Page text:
Bad News Bears: Reacting to Bad News

  by Tyler Curtis

by Tom Doan

In the Information Age, nearly everyone has access to boundless amounts of information at their fingertips thanks to the Internet. When researching stocks, investors can access statements and news within seconds of opening a web browser. This allows information to reach your hands much quicker than receiving financial statements in the mail or waiting for the newspaper or televised news program in the evening. Since news travels faster, this also allows investors to rapidly react the moment they read good or bad news about a company. If an investor reads news about one of their stocks underperforming earnings, they may want to sell their stock, thinking this news will cause their stock to decrease in price. However, this course of action may not accomplish what the investor is looking to do.

Today news may travel fast, but there’s always a source from which it spreads. No matter how fast the news travels, there will always be people ahead of you that hear the news and react accordingly before you have a chance to. For example, company XYZ is releasing an earnings report that exceeded expectations. This would theoretically increase the stock price so investors would want to buy shares in expectation of an increase in value. The first people to know about the report would most likely be the insiders of the company and/or accounting firm that audited their statements.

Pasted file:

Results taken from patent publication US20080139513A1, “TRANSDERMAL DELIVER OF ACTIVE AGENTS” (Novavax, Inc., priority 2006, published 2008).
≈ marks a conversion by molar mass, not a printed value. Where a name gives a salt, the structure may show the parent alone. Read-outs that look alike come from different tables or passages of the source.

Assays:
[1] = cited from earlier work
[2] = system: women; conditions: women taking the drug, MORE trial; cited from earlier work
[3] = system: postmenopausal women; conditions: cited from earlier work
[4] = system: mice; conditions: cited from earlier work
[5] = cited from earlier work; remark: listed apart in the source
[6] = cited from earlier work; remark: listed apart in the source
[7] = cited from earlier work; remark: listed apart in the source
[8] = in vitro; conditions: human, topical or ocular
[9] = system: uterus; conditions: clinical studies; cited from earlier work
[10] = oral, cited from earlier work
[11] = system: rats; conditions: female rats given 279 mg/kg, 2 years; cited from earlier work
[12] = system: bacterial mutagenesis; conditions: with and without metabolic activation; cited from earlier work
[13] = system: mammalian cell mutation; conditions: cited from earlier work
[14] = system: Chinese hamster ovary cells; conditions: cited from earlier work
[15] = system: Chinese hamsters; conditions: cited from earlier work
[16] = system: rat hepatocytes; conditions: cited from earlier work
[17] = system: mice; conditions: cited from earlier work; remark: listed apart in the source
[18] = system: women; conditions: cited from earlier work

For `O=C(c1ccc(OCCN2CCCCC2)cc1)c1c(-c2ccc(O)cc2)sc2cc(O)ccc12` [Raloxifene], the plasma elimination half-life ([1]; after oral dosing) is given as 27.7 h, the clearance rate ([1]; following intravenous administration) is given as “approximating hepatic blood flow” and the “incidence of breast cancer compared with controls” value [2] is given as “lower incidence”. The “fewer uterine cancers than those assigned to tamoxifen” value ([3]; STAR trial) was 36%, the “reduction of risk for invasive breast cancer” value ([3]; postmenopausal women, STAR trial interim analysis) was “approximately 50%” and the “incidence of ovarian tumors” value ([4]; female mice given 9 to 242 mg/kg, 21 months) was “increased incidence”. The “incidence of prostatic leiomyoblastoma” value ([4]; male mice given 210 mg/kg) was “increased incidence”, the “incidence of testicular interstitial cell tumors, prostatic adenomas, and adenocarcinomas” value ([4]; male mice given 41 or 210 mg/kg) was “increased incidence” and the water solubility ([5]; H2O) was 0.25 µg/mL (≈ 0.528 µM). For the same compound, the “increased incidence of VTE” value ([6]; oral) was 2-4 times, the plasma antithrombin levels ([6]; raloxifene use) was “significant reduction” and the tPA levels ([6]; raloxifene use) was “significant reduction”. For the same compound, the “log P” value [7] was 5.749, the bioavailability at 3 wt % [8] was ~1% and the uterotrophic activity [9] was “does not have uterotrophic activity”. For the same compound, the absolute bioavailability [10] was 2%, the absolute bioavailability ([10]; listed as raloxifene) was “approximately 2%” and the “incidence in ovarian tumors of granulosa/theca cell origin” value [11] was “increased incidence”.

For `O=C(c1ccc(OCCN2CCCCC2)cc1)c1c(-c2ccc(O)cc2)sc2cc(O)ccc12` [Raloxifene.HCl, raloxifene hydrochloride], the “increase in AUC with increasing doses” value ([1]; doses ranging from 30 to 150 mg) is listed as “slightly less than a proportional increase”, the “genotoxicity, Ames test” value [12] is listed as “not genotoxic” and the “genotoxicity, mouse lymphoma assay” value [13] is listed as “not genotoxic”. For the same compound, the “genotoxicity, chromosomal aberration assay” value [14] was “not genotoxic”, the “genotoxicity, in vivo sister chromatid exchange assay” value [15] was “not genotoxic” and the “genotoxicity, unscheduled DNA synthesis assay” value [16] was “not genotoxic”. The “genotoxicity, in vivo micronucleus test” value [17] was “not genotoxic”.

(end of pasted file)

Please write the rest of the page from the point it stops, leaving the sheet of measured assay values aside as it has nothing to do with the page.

Most news that will have a significant impact on a stock’s price will be announced when trading is closed.  Stocks may be halted during trading for any major announcements.  By the time an article is drafted, edited, and posted on a website for you to read, the stock market has already reacted to the earnings report. As a result, purchasing shares because you think the stock price will go up due to the news will not achieve your goal since the stock price has already reacted accordingly.

I receive many phone calls from clients worrying that their position will decline due to an article that they read on the Internet. Their intention is to sell the stock before investors react and jump ship before it sinks. However, what they do not realize is the current stock price already reflects the news and their desire to make a pre-emptive move is actually post-emptive. It never hurts to be informed, but unless you’re an insider or one of the very first people to have access to certain information, the stock market would have already reacted to it by the time you get a chance to.

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